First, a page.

The result was a 6.8% decrease in revenue per visit, even though total net patient service revenue increased 0.4% on higher volume.
Inpatient discharges increased 1.4%, but Methodist blamed high-deductible health plans for holding down commercial admissions. Tennessee is not a Medicaid expansion state, and Methodist said higher unemployment and limited enrollment in exchange plans also contributed to more self-pay patients.
However, outpatient volumes jumped 14.2%, with Methodist attributing 4.7% of the increase to a greater number of employed physicians and 3.4% to its new hospital in Olive Branch, Miss.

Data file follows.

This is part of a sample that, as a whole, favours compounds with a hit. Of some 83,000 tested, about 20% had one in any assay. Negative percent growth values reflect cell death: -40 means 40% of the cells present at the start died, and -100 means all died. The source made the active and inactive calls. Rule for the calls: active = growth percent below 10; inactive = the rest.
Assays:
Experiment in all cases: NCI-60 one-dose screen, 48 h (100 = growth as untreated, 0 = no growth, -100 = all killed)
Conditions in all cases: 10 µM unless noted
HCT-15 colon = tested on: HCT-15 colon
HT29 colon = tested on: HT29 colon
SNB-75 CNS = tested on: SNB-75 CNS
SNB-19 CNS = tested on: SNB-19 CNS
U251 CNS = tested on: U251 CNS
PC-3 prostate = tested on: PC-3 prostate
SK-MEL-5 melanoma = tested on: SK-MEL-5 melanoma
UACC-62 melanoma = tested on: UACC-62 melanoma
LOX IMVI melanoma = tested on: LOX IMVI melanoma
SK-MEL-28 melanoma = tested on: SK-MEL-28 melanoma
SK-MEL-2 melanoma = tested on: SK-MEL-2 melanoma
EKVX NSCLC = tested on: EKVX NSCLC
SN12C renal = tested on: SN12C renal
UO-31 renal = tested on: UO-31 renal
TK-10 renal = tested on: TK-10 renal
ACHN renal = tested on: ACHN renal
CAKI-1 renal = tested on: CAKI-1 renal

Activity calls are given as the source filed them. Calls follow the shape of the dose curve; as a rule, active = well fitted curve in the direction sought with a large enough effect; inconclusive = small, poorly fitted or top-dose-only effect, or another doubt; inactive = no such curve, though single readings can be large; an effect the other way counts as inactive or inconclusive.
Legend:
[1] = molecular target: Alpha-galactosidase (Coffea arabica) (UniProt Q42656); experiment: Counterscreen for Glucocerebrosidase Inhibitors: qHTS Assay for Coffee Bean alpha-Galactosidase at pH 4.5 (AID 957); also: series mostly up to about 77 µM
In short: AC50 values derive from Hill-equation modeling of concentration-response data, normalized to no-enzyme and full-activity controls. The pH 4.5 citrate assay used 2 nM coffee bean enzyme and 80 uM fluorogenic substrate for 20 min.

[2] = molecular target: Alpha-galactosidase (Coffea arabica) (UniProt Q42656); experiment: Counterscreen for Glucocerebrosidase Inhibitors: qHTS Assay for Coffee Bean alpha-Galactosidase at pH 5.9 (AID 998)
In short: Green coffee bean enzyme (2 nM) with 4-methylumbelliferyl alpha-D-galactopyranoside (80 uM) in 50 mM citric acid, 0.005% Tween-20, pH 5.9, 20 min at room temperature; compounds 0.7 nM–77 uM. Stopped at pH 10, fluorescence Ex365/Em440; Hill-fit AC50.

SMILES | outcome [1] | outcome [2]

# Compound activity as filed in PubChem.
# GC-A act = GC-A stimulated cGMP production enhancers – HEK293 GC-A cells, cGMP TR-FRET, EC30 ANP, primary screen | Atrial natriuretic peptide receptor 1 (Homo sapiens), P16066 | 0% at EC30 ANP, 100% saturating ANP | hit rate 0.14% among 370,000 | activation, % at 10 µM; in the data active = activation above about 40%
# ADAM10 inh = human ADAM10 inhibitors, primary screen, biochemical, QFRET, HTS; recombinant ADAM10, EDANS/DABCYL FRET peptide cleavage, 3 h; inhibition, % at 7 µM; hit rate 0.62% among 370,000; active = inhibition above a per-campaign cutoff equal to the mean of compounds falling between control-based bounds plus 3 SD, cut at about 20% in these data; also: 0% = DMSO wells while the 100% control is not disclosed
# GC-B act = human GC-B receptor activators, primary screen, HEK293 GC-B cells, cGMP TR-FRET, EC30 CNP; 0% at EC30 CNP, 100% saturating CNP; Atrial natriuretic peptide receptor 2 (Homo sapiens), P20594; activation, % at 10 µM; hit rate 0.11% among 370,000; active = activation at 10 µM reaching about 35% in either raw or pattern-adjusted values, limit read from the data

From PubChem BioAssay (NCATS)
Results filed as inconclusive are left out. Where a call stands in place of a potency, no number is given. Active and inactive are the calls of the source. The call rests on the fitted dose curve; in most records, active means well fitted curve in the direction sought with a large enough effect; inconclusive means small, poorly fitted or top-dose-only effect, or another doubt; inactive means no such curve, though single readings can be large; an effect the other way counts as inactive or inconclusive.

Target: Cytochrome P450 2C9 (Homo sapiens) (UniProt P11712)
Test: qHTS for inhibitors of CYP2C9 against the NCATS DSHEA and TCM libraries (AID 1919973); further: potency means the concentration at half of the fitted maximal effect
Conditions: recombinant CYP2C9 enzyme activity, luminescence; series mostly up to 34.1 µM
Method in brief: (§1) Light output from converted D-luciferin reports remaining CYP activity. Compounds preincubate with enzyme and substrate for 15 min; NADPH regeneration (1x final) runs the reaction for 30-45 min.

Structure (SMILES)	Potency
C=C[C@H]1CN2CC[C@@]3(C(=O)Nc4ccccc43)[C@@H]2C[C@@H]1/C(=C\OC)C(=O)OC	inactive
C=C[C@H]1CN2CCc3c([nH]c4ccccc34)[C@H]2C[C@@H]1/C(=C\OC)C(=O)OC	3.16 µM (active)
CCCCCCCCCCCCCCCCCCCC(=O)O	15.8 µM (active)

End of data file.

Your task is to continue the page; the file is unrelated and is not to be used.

But the same factors that contributed to higher volume also drove up its expenses for the year. Salary and benefit expenses increased 10.2%, and supply costs, 6.1%, as the system added more clinicians to its payroll and also acquired more physician practices.
Methodist saw a $2.5 million loss in the quarter on revenue of $387.3 million compared to a $42.8 million surplus on revenue of $375.7 million in the first quarter of 2013. Its excess margin was 0.6%, compared with 8.8% last year.
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